Luton Shelton has done something that no player in recent memory, anywhere in the world, has done - not Maradona, not Messi, not Pele, not Cruyff. The 27-year-old Jamaica striker, blessed with blinding pace and a keen reading of defensive seams, became legend when he scored four goals in his national team debut, albeit against St. Martin, in 2004.
Considering the striker’s calm and lethality in front of goal, one would think he was born to hit the net. The truth is a little different. “I was one of the worst players in my neighbourhood when I was a kid,” said Shelton, stifling a laugh, recalling his early days on the rough streets of Kingston’s notorious Tivoli Gardens, a crime-ridden district in the shadow of the National Stadium where football is king, but hardships are many. “My friends would laugh at me when we played out on the corner. They made me play goalkeeper most of the time.”
A long road to top scorer
How did Shelton, teased and forced onto to the fringes of youthful pick-up games, end up as Jamaica’s sharpest attacking weapon? “I had a coach when I was young and he used to tell me: 'You can be top scorer in the national team some day'," the striker told FIFA.com. “I didn’t believe him, of course. He was just trying to motivate me. But I worked hard and did my best and eventually I was scoring every time I stepped on the pitch.”
He scored more than a goal a game for his first professional club, Harbour View FC of Kingston, slamming home 44 in just 43 outings. It opened the door for stints in the English Premier League, Norway, Denmark and now Turkey’s top flight, where he lines up with ambitious mid-table outfit Karabukspor.
Two years ago Shelton did indeed become his country’s all-time top scorer, a distinction he calls “too meaningful to describe.” The Reggae Boyz have never lost a game in which Shelton has scored.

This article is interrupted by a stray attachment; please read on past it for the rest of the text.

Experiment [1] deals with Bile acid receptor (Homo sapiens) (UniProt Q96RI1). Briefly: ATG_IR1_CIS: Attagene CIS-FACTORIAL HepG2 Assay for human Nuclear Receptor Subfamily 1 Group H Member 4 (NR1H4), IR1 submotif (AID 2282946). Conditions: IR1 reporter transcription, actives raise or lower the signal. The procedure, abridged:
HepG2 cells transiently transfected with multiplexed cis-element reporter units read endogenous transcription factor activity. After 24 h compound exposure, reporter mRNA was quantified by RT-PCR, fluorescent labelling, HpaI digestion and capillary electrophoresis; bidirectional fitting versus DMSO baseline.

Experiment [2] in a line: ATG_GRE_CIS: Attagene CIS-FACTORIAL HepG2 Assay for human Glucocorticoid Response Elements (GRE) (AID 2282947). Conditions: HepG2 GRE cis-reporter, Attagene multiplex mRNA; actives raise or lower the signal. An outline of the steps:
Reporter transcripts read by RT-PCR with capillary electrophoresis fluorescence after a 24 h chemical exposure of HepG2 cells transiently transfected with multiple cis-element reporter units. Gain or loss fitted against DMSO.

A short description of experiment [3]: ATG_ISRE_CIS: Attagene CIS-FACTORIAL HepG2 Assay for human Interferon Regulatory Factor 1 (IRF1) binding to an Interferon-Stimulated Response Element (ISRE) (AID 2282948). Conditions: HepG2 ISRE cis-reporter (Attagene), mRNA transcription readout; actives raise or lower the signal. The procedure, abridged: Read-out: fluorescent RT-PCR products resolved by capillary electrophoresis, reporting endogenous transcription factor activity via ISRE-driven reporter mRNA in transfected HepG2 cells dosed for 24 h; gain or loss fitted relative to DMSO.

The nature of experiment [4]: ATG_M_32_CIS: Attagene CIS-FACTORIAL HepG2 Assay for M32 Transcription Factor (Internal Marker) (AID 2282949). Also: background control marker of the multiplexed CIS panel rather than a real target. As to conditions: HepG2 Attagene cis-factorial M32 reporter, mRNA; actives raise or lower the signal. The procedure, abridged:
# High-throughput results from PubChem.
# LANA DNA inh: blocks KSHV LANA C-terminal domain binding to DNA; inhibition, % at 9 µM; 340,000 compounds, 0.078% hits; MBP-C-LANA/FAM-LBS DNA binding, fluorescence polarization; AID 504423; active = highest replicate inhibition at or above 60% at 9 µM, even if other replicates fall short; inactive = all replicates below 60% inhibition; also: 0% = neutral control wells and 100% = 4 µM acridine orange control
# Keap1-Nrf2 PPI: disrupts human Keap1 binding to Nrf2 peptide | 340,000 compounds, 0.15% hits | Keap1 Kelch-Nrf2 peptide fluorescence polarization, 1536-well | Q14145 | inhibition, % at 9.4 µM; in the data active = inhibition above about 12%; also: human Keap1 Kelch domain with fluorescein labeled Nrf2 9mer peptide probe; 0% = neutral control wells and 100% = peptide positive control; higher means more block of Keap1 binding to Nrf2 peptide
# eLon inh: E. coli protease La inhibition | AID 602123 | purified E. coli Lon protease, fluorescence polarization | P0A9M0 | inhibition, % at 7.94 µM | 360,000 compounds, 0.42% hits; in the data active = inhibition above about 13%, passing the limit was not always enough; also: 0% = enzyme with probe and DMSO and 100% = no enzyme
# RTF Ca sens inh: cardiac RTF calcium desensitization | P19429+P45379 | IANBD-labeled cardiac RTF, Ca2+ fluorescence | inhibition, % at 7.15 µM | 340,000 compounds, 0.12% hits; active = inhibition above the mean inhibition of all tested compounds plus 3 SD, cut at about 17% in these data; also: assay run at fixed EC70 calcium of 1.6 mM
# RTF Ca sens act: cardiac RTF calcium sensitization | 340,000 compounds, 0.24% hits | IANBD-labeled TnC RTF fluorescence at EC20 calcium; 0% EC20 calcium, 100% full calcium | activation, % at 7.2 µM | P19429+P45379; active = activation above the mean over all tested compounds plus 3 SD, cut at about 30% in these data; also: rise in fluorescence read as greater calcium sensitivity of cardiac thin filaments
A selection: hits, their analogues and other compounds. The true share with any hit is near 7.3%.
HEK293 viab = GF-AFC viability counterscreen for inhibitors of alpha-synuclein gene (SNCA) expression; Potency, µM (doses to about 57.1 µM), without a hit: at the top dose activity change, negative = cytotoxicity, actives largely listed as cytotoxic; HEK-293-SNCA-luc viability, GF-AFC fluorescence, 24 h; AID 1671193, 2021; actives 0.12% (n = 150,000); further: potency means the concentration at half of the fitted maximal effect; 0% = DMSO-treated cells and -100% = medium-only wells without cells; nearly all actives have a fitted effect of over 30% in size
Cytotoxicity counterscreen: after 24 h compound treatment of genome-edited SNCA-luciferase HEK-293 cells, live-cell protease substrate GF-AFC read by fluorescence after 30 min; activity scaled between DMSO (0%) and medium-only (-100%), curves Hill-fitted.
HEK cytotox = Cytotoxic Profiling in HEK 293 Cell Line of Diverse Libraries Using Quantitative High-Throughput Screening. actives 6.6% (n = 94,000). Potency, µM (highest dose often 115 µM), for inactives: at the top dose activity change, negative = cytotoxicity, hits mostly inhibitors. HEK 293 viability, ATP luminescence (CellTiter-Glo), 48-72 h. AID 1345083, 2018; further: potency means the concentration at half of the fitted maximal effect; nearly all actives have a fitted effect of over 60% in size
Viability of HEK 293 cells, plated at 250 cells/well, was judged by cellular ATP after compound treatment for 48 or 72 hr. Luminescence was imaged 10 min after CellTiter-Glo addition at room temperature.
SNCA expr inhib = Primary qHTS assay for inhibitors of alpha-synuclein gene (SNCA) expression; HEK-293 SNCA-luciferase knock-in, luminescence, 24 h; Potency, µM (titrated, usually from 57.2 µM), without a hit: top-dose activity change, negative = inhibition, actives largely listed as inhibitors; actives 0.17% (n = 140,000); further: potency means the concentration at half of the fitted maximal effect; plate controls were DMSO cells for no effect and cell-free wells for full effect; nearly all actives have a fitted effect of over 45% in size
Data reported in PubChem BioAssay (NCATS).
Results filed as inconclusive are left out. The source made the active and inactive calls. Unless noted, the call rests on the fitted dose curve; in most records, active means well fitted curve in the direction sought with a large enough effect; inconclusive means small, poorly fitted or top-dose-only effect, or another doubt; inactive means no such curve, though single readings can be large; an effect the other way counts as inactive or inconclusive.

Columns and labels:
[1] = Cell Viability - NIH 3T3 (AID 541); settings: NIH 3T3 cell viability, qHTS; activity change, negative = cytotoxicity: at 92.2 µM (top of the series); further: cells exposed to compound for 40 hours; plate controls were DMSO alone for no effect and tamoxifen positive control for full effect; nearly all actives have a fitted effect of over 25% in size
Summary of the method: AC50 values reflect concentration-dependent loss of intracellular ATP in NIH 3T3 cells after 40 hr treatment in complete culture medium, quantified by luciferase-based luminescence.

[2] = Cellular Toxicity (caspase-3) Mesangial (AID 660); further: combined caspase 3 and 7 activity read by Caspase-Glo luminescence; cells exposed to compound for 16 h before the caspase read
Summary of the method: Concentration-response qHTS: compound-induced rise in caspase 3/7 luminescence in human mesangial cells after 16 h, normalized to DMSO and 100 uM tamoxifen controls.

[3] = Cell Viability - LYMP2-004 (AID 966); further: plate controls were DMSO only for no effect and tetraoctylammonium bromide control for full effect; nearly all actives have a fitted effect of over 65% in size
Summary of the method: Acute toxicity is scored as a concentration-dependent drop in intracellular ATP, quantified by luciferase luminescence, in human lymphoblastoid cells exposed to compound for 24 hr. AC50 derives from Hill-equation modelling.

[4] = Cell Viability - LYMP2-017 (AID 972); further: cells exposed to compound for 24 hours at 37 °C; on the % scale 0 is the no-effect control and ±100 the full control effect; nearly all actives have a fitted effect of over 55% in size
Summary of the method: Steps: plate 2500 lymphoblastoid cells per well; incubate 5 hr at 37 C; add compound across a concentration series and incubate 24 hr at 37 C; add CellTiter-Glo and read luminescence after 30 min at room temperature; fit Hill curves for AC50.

Last time the Jamaicans reached a FIFA World Cup™ was way back in 1998 in France, a moment that Shelton remembers vividly. “My dream of playing for Jamaica was born then,” he said, revisiting his 13-year-old self, remembering how he heard his national anthem played on the world’s biggest stage for the first and only time. “I remember it like it was yesterday,” he said.
Even better than ’98, USA scalp
Current Jamaica coach Theodore Whitmore, a silky midfielder from those 1998 trailblazers, has built a team to be feared ahead of the final 'Hexagonal' round of qualifying in CONCACAF. “This is the best team we’ve had since then , maybe even better,” Whitmore told FIFA.com.
“He’s right,” Shelton agreed with his boss, confidence flooding his voice. “We can get to the World Cup. I have no doubts. In the past we’ve had some big egos and the players haven’t always pulled in the same direction,” he said, rebuking those who dismiss Jamaica’s football as too inconsistent. “But now, we can’t miss.”
Shelton was, predictably, crucial to Jamaica’s surprise win over mighty USA last September in the previous round of qualifying. “We were down a goal in the first minute,” he remembered. “But we were playing at home and calm. We didn’t freak out about it.” The Jamaicans drew level before half-time, the momentum swinging. The Office, as the Boyz’ imposing National Stadium in Kingston is popularly known, grew noisier, a party atmosphere sparked among the local fans in this most-football mad of cities. Just after the hour mark, a free-kick, expertly dispatched by Shelton’s right boot, swung over the wall and in off the post, past a despairing Tim Howard in the American goal.
The crowd went wild, and Shelton was mobbed by his team-mates. “I knew we’d win,” he said of the victory, Jamaica’s first against the States in 19 attempts. “Our attitude was right.”
Mexico, Azteca return await
That he and the rest of the Boyz open their Hexagonal account in the worst possible way – against regional and Olympic champions Mexico – only makes Shelton hungrier. “Mexico is the best team in CONCACAF, just ahead of the US, we know that,” he said. “But we’re fast and we have a deadly counterattack and if we concentrate for 90 minutes, we’ll get our chances. We can get something out of the game.
“It’s the most intimidating place you can imagine,” he admitted, no more laughter or easy cool in his voice when talk turned to the Estadio Azteca, venue for the 6 February meeting. Mexico have lost only one qualifier at the Stadium in their history and Shelton came on as a substitute when Jamaica lost 3-0 there in 2008. “The temperature is so hot and the noise is so loud,” he said. “You can’t think about anything but the buzz of 100,000 people, and they’re all screaming at you.
“But I was young then. Now I’ll ignore all those Mexicans who want me to suffer,” said Shelton, who sounds like a man in the mood for another upset, and a few more goals in the yellow shirt of his home island. “This is where it starts. This is the next step toward Brazil,” he concluded. “I’ve never taken a drink in my whole life, but I might just raise a glass the night we qualify for the World Cup.”